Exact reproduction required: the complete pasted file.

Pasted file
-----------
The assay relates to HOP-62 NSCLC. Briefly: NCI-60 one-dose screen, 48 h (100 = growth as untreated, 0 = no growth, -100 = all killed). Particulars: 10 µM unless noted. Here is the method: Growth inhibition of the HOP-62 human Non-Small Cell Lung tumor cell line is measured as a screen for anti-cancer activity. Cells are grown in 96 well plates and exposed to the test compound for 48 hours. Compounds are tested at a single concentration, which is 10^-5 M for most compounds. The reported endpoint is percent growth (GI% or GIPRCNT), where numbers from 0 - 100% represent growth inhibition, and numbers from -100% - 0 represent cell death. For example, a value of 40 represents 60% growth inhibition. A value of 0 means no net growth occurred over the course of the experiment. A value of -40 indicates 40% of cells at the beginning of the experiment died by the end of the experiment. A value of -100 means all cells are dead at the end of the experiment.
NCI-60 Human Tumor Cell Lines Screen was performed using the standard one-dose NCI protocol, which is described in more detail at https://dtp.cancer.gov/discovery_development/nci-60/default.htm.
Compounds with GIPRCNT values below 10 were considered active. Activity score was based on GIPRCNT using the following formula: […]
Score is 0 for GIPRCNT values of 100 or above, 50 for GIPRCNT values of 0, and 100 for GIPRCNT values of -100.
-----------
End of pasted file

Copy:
The assay relates to HOP-62 NSCLC. Briefly: NCI-60 one-dose screen, 48 h (100 = growth as untreated, 0 = no growth, -100 = all killed). Particulars: 10 µM unless noted. Here is the method: Growth inhibition of the HOP-62 human Non-Small Cell Lung tumor cell line is measured as a screen for anti-cancer activity. Cells are grown in 96 well plates and exposed to the test compound for 48 hours. Compounds are tested at a single concentration, which is 10^-5 M for most compounds. The reported endpoint is percent growth (GI% or GIPRCNT), where numbers from 0 - 100% represent growth inhibition, and numbers from -100% - 0 represent cell death. For example, a value of 40 represents 60% growth inhibition. A value of 0 means no net growth occurred over the course of the experiment. A value of -40 indicates 40% of cells at the beginning of the experiment died by the end of the experiment. A value of -100 means all cells are dead at the end of the experiment.
NCI-60 Human Tumor Cell Lines Screen was performed using the standard one-dose NCI protocol, which is described in more detail at https://dtp.cancer.gov/discovery_development/nci-60/default.htm.
Compounds with GIPRCNT values below 10 were considered active. Activity score was based on GIPRCNT using the following formula: […]
Score is 0 for GIPRCNT values of 100 or above, 50 for GIPRCNT values of 0, and 100 for GIPRCNT values of -100.